In Australia, post Victoria rollout of 3 million smart meters, other states have not been enthusiastic to follow course. Australia and New Zealand (ANZ) is expected to average half a million meter installations every year during 2018-2025.

DR: Strives with Regulatory Support & Incentives

DR is still in testing stages in Japan, Singapore, and ANZ. DR enables improvement of system efficiency, renewable energy integration, and achievement of national emission targets. South Korea conceived the idea 20 years back and has been practicing it for reducing peak demand in summer and winter. Since 2014, commercial and industrial customers have been selling DR in the electricity market. South Korea achieved 3 GW of demand response in 2017, highest in the region. The South Korean utilities KEPCO and Korea Power Exchange have DR plans supported by time of use and variable tariff structures. Besides, the Korean grids have already signed Open ADR Standards to help manage demand and supply gap.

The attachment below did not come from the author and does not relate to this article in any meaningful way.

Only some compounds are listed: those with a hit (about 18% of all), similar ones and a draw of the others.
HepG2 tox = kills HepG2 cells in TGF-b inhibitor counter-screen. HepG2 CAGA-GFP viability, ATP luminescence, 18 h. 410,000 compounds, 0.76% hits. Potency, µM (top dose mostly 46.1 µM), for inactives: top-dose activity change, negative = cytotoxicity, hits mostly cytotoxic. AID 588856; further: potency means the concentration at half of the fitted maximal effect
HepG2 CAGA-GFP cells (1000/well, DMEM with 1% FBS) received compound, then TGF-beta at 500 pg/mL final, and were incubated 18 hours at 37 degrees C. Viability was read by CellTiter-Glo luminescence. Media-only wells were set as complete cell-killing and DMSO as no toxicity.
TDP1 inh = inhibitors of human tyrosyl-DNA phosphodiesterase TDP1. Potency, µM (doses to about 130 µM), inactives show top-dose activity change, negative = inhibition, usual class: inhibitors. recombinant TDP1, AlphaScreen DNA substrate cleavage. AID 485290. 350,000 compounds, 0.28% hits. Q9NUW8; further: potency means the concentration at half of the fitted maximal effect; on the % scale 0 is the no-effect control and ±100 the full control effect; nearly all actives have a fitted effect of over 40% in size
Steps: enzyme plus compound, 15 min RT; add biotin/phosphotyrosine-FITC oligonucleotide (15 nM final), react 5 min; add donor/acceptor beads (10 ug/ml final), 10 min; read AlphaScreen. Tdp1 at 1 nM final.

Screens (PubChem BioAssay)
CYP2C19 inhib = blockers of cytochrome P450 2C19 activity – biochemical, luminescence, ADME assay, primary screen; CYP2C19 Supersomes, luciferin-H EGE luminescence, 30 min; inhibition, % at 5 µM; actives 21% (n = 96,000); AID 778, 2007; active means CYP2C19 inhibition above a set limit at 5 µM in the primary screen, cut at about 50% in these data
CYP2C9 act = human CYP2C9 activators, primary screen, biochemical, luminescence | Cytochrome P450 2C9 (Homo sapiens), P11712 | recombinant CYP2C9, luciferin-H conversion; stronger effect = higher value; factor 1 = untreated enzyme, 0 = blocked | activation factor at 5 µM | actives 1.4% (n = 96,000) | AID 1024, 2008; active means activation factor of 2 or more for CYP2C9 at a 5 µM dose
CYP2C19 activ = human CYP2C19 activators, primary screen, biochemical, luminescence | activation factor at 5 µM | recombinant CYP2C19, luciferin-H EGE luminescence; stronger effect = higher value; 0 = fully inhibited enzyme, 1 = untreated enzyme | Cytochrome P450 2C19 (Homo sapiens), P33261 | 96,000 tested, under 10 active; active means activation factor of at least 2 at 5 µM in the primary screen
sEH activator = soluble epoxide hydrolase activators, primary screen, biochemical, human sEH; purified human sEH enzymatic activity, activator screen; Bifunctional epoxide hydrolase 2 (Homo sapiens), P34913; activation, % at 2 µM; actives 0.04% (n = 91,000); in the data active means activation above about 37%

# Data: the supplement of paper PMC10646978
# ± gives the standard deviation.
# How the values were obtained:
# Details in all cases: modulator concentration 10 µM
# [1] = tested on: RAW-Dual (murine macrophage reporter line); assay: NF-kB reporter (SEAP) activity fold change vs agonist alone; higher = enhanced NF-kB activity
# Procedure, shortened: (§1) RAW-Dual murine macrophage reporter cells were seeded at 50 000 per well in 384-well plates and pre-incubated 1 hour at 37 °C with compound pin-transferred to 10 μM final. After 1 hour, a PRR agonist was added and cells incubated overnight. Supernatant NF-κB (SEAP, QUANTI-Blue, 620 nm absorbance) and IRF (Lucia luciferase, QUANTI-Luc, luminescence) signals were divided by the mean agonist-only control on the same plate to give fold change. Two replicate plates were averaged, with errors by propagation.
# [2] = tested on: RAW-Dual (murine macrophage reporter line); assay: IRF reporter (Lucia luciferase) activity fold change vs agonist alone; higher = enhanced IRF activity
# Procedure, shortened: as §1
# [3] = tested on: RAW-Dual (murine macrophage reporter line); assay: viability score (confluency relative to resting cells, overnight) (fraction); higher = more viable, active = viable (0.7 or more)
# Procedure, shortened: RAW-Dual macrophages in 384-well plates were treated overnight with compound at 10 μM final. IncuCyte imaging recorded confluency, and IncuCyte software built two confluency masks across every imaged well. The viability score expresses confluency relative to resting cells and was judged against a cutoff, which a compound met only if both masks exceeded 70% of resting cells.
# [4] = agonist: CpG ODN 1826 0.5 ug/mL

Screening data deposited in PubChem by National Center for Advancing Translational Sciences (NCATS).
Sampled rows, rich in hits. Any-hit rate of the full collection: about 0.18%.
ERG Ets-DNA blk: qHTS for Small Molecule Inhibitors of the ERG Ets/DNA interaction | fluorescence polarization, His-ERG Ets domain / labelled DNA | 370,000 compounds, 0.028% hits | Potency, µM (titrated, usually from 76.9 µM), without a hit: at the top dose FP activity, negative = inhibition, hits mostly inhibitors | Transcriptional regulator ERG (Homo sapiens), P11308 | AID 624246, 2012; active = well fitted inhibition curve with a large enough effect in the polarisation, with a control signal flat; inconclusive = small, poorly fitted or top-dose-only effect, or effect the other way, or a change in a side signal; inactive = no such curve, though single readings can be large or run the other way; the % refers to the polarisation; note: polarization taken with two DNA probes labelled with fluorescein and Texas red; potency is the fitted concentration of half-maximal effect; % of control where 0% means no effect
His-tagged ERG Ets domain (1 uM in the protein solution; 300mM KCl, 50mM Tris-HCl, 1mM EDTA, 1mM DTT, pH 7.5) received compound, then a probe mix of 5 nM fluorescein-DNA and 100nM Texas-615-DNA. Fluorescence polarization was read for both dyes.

Last year, Asia-Pacific region recorded 4.9 GW (excluding India & China) of DR, majority of which was emergency DR through capacity bidding. The utilities in Australia and Japan are in the process of integrating DR in ancillary services market. With such developments and regulatory push, the DR market is likely to grow four-fold to become 20 GW by 2021.